First Amendment Advocate, Vol. 4, No. 1, August 2003
The Newsletter of the Oklahoma Chapter of Americans United
Textbook Disclaimers: A bad idea whose time should never come
by Jim Huff
Think back a few years ago to 1999. The Oklahoma State Textbook Committee attempted to require biology textbook publishers to put a printed “disclaimer” in all new textbooks that discussed biological evolution. The disclaimer was to taint the concept of evolution. In essence, it was an attempt to “poison the well” related to this long established scientific concept. Questions were raised and conclusions were made that were inappropriate for a legislative body (government) to mandate on Oklahoma’s public schools. It would have been an academic disservice to those students and teachers in public schools studying the subject of biology.
Those supporting the “disclaimer approach” to biology material should be recognized as “creationists” or “intelligent design advocates.” Their motivations were to include matters of personal faith (religion) alongside the traditional class discussions of evolution. It was a backdoor approach to introduce religious expectations into public school classrooms. The Supreme Court has ruled that “creationism” is not a scientific concept and teaching it is an inappropriate mixing of “church and state.”
The effort failed when the Attorney General ruled that the Committee had no authority to require an evolution disclaimer. The ruling also concluded that the Committee had violated the Open Meeting Act when the disclaimer was adopted at their November 5th meeting. The opponents of the AG ruling did not challenge it in any type of law suit. But, they did not give up their intent to establish a landmark change in Oklahoma’s public schools.
The strategy shifted from the use of established public education agencies to the state legislature. It is easier to threaten political consequences (votes) if a legislator does not support the “disclaimer approach.”
The AG ruling had nothing to with 1) the debate over “evolution” and “creationism” 2) the introduction of a totally new role for government in academic matters, or 3) the “disclaimer approach” to subject matter in Oklahoma’s public schools.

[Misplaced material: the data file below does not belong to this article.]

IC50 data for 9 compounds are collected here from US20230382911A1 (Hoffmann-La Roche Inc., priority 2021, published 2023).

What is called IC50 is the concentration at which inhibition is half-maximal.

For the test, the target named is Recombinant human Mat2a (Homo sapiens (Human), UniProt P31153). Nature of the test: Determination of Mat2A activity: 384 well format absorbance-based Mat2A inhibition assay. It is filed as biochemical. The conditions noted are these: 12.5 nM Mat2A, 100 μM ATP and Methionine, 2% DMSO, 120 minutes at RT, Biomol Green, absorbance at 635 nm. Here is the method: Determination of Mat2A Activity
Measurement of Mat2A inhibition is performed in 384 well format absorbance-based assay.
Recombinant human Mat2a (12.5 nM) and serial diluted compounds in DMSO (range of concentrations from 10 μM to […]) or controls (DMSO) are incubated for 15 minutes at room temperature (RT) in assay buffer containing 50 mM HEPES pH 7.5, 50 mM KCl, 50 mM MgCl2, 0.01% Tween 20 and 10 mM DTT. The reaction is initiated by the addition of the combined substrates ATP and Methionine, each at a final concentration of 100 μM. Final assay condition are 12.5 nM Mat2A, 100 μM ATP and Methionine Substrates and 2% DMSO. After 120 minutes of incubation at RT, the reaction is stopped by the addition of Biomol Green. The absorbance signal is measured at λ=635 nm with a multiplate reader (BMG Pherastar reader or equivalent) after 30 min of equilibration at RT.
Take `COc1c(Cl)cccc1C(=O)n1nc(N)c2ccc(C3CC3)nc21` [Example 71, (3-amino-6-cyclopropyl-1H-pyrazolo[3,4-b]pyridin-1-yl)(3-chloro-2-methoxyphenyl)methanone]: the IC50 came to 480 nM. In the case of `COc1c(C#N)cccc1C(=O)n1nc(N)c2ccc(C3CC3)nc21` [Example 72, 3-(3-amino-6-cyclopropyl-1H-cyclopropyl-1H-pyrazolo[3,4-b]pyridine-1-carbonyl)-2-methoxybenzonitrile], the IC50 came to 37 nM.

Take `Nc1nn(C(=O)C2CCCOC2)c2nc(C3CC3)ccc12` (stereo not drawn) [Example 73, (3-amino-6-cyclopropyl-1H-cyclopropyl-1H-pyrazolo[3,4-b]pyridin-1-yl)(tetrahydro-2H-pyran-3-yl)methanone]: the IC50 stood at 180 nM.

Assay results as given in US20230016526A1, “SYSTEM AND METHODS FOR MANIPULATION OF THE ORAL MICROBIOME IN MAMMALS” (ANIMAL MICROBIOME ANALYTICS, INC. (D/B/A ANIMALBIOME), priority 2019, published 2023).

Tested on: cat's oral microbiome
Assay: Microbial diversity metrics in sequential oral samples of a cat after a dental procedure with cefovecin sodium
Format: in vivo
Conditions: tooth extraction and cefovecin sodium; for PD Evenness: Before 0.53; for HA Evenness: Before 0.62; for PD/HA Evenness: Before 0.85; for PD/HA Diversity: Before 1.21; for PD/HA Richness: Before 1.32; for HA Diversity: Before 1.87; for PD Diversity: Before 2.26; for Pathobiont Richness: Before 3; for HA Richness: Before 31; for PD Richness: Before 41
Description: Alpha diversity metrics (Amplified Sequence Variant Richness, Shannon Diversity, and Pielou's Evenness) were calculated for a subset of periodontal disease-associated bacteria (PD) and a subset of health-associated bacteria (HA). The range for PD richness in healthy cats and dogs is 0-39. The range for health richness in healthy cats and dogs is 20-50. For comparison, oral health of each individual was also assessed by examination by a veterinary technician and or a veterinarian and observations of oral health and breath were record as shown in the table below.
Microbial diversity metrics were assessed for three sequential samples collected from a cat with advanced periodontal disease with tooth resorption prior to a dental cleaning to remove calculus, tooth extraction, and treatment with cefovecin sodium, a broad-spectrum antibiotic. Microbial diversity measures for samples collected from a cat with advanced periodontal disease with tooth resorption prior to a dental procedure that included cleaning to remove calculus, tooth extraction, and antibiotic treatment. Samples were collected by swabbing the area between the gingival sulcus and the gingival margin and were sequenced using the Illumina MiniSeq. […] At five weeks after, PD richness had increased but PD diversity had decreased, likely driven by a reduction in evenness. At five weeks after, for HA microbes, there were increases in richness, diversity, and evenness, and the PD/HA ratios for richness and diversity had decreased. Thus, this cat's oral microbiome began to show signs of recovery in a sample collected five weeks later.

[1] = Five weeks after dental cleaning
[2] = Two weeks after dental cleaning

It was a simple declaration that the State Textbook Committee went far beyond their legal authority and DID IT IN A MANNER NOT IN THE OPEN FOR ALL OKLAHOMANS TO SEE.
January 2003 the evolution disclaimer idea was introduced again in HB 1504 by Representative Graves. The same language from 1999 was introduced as a new Oklahoma law. The bill died in committee.
Again the disclaimer idea appeared late in the legislative session as an amendment to Senator Pruitt’s SB 346. This bill was related to “the filing of meritless lawsuits against school districts, teachers, administrators, and other school employees.” The bill had nothing to do with either biology or textbooks. AGAIN THERE WAS NO NOTICE TO THE GENERAL PUBLIC. There was no effort to hear from public school students, parents, teachers, administrators, college level biology instructors, etc.
Why is the academic study of biological evolution such a burning issue? Why all the “below the radar” tactics? All persons of faith in Oklahoma are not supportive of the misleading disclaimer language. There have been no problems in the biology classrooms. No student’s individual faith perspective has been mistreated.
As a high school Social Studies Teacher, I have taught many subjects that do not have total academic agreement within the subject areas: U.S. history, world history, government, economics, sociology, psychology, religions of the world. If the “disclaimer approach” is adopted by the Oklahoma legislature, all of the identified subjects could be next in line for some type of disclaimer” designed to taint some concept that a majority of legislators do not accept. DISCLAIMERS ARE A BAD IDEA AND SHOULD NEVER BE ADOPTED.
By the way, the WORDS, “freedom of religion” or “separation of church and state” are not in the U. S. Constitution. You think somebody who wants a closer relationship between the government and religious groups COULD HAVE IN MIND A DISCLAIMER FOR U.S. HISTORY or U.S. GOVERNMENT TEXTBOOKS?
"Congress shall make no law respecting an establishment of religion, or prohibiting the free exercise thereof”
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